################################## Preliminary Part , Common for both Frank Condon and Herzberg Teller ##############################
t = t* 4.1341373335*10^16 # converting time to atomic units
tp =  im*b  t
for i = 1:sysize
Sf[i,i]=Ωf[i,i]/sin(Ωf[i,i]*t)
Si[i,i]=Ωi[i,i]/sin(Ωi[i,i]*tp)
Bf[i,i]=Ωf[i,i]/tan(Ωf[i,i]*t)
Bi[i,i]=Ωi[i,i]/tan(Ωi[i,i]*tp)
end
W = [(Bf+J'*Bi*J) (Sf+J'*Si*J)
(Sf+J'*Si*J) (Bf+J'*Bi*J)]
U = BiSi
V = [J'*U*D
J'*U*D]
########## Defining the X and Y Matrices ##################################
################# Final Calculation and returning value ##################
s=0
MJSJ = J'*Si*J
MJBJ = J'*Bi*J
MJUD = J'*U*D
Win = inv(W)
WinV = Win*V
for m in range(1,sysize)
for mp in range(1,sysize)
X11[m,:] .= (MJSJ)[mp,:] .* (Bf[m,m])
X12[m,:] .= (MJBJ)[mp,:] .* (Bf[m,m])
X21[m,:] .= (MJSJ)[mp,:] .* (Sf[m,m])
X22[m,:] .= (MJBJ)[mp,:] .* (Sf[m,m])
X = [X11 X12
X21 X22]
Y1[m,:] = Bf[m,m]*(MJUD)[mp,:]
Y2[m,:] = Sf[m,m]*(MJUD)[mp,:]
Y = [Y1
Y2]
# g = im*tr(W\X)+ (transpose(W\V)*X*(W\V))[1]  (transpose(Y)*(W\V))[1]
# g = im*tr(Win*X)+ (transpose(Win*V)*X*(Win*V))[1]  (transpose(Y)*(Win*V))[1]
g = im*tr(Win*X)+ (transpose(WinV)*X*(WinV))[1]  (transpose(Y)*(WinV))[1]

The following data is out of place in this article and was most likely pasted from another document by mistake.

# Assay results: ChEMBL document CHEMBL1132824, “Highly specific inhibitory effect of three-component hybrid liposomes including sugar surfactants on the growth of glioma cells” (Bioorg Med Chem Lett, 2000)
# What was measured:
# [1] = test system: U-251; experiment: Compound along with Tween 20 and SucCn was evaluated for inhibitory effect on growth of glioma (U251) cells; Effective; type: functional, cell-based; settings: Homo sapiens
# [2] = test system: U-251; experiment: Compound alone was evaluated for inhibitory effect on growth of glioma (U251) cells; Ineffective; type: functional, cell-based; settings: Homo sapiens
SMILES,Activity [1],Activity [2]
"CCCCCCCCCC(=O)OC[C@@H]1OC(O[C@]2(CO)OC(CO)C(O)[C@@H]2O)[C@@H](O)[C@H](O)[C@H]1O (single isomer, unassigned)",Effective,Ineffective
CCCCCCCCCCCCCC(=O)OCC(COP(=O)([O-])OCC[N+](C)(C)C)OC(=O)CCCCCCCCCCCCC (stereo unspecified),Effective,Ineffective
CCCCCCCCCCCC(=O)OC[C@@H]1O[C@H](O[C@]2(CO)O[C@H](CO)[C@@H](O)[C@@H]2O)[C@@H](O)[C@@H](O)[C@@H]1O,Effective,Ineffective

s = s+g[1]*gfcpart*T[m,mp]
end
for i in 1:sysize
X11[m,i]=0
X12[m,i]=0
X21[m,i]=0
X22[m,i]=0
Y1[m,1]=0
Y2[m,1]=0
end
end
return s[1]
end
begin ## Define all constant variables
const Delta::Float64 = 2.02 # in eV
const dd ::Int64 = 11 # Change this to modify number of points
const Temp::Int64=300
kT = Temp * 1.380649 * 10^23 # Boltzmann constant times temperature in Joules
kT= kT * 2.29371227840*10^17 # in atomic units
const b ::Float64= 1/kT
const omegaf ::Diagonal{Float64}= Diagonal(vec(readdlm("wf.txt", '\t', Float64, '\n')))*4.55633*10^6 # Final state frequencies in atomic units
const omegai ::Diagonal{Float64}= Diagonal(vec(readdlm("wi.txt", '\t', Float64, '\n')))*4.55633*10^6 # Initial state frequencies in atomic units
const sysize ::Int64 = size(omegai)[1]
const P = @. 2*sinh(b*omegai/2)
T ::Matrix{Float64}= readdlm("nac.txt", '\t', Float64, '\n'); # NAC matrix
T = T*T';
const D ::Matrix{Float64}= readdlm("d.txt", Float64); # Displacement Matrix
const J ::Matrix{Float64}= readdlm("j.txt", Float64); # Duchinsky Matrix
t ::Vector{Float64}= collect(range(5*10^12,stop=5*10^12,length=dd))
t[div(dd+1,2)] = 10e25
end
function calc(t,b,Δ,sysize,Ωf,Ωi,J,D,P)
nchunks = Threads.nthreads() # define number of chunks e.g. equal to number of threads
# @sync tells Julia to wait for any tasks started inside it
open("THREADPARALLELOUTPUTRV6.TXT", "a") do f